One two three four five six seven. All good children go to heaven.
Eight nine ten eleven twelve thirteen. That won’t be the fate of Lothar Preen.
This pretty little rhyme was devised by the maestro himself, Lothar Preen, he of the majestic bouffant, flailing baton, psychopathic personality disorder, and criminal associations in the dockyard taverns of the Marseilles underworld. One can see here Preen the self-mythologiser, relishing his seemingly inevitable descent into the bowels of hell. There will be no heaven for him.
We do not of course know what became of Lothar Preen after death, save that his corpse was eaten by worms. So great had his legend grown that his grave, in the pretty little churchyard at St Bibblybibdib’s, was dug up, a few months after he had been buried, just to make sure he was actually dead and gone. That is when they saw the worms, gobbling up what was left of the maestro, by the light of their tarry torches on a foul October night. The churchyard did not look so pretty then.
Some said that is how he would be remembered, as supper for worms – the worms that had even gnawed through his conductor’s baton, which was buried with him, alongside his favourite tea-strainer and oodles upon oodles of unpaid bills. But of course that is not why we remember Lothar Preen today. We remember him for the magnificent recordings of The Phlogiston Variations, of Clamp’s Fifth, of The Pretty Little Tea-Strainers song cycle. We remember him, too, for the incident in a Marseilles dockyard tavern when he stabbed a rival maestro in the eye, as if he were Marlowe, and for the many many wells he poisoned, and for feeding that cellist into a sausage mincer. He was never convicted of any of these crimes, for it was said he committed them when the balance of his mind was disturbed, when he was unhinged. But quite frankly, was he ever hinged, from the moment he first became conscious, in the pretty little convent hospital of St Spivack’s, as his mother lay dying?
His childhood alone is a tale of unhingements, best avoided by those without strong stomachs. For every example of precocious musical genius, there are twenty or thirty murders, stabbings, slicings, loppings, poisonings, stranglings, and other gruesome and grisly doings. Few people have been able to read his memoir, A Childhood Of Precocious Musical Genius And Murderous Psychotic Unhingement, without keeping a bucket beside them in which to vomit.
Vomit, indeed, seems to have played an important part in the life of the adult Preen, if we are to believe his accounts of riotous carousing in the more insalubrious taverns down at the Marseilles docks. It was in such squalor the maestro would hold court, his bouffant a thing of blinding grandeur. When he was not stabbing rival maestri in the eyes, he was jabbing at them verbally, taunting them with his superior baton flailing technique, or simply waiting for them to keel over drunk before giving them a good kicking in the head. It is part of the legend that at no time did he ever pay for a single drink during these nights of high debauch.
His finances, or lack of them, were always a mystery, and in the years since his death various lawyers and accountants have been kept busy untangling the chaos he left behind. There are claims that Preen’s Byzantine wheeler-dealings are at the root of the world’s current financial meltdown. That one man could be responsible for the global chaos seems on the face of it absurd, until we pause to consider that the man was Lothar Preen. Of what was he not capable?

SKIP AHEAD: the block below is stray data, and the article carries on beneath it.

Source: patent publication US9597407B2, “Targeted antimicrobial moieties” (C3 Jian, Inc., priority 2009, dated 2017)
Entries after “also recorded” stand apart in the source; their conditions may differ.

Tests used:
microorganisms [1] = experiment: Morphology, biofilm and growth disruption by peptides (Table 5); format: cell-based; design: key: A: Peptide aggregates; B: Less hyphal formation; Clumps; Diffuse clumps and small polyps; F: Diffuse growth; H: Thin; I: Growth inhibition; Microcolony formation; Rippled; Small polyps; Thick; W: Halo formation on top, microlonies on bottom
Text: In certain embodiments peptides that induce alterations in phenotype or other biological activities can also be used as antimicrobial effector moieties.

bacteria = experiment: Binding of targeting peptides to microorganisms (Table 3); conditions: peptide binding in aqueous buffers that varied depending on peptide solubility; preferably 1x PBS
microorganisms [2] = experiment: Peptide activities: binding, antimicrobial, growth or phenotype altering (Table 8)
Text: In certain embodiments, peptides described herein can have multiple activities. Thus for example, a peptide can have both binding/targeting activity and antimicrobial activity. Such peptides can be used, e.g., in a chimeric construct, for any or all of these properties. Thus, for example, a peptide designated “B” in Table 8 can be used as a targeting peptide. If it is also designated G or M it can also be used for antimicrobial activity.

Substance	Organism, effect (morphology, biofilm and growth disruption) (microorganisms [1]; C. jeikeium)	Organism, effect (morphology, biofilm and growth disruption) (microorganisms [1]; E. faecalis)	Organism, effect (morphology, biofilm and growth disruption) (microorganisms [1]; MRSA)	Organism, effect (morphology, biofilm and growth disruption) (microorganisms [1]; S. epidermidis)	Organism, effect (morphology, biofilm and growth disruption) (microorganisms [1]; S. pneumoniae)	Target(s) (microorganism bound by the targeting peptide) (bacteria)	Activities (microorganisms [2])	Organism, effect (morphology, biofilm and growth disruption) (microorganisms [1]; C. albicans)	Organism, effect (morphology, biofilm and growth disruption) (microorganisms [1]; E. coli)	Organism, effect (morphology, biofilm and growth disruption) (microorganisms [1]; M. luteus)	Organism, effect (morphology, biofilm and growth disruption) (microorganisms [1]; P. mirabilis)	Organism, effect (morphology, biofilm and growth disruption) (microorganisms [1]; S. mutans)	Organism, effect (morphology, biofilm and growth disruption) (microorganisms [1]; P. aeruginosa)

This is a man, remember, who quite apart from all the murders and stabbings and slicings and loppings and poisonings and stranglings and other grim and grisly doings, was capable, in what we might call his more humane moments, of gathering together thousands of pretty little birds – siskins and linnets and wrens and hummingbirds and jackdaws – and training them to sing the long, complex, and breathtakingly beautiful choruses from Prog’s comic opera based on the life of Charles Hawtrey (1914-1988). That the maestro devised his own grand finale, in which the birds are savaged by cats and then electrocuted one by one, we may deplore yet recognise as a characteristic and ineffable Preenian touch.
“Preenian”, “Preenesque”, “Preenish”. It is a mark of his genius, perhaps, that none of these words has entered the vocabulary. In the last analysis – actually, in the first analysis – he was simply unique. Did those worms beneath the soil in the pretty little churchyard of St Bibblybibdib’s know how fortunate they were, to be gnawing and munching the rotting remains of the great maestro? One bit of him, of course, they did not get to eat, and that was the bouffant, which was removed from his head before burial, and placed in a preserving jar. It has had its own adventures. Initially sold at auction in order to settle at least one of the debts he left unpaid, the bouffant-in-a-jar was stolen from its (anonymous) purchaser, who was found, the morning after the sale, chopped into a thousand pieces. It was next seen adorning the beer-stained counter of a tavern in a particularly sordid Marseilles tavern, but disappeared after a knife-fight among thugs. A year or so later, it turned up next to a waste bin on a pretty little towpath next to an unimportant canal. The bouffant, in its jar, is currently thought to be under lock and key in a bank vault, though by all accounts it is the kind of vault, and the kind of bank, favoured by criminal gangs planning heists which can later be immortalised on screen.
Lothar Preen himself has never been depicted in a film. No cinema would dare to show it.
Fourteen fifteen sixteen seventeen. I am the maestro Lothar Preen.
Eighteen nineteen twenty twenty-one. When I am gone they will blot out the sun.
And they did. It is still pitch dark.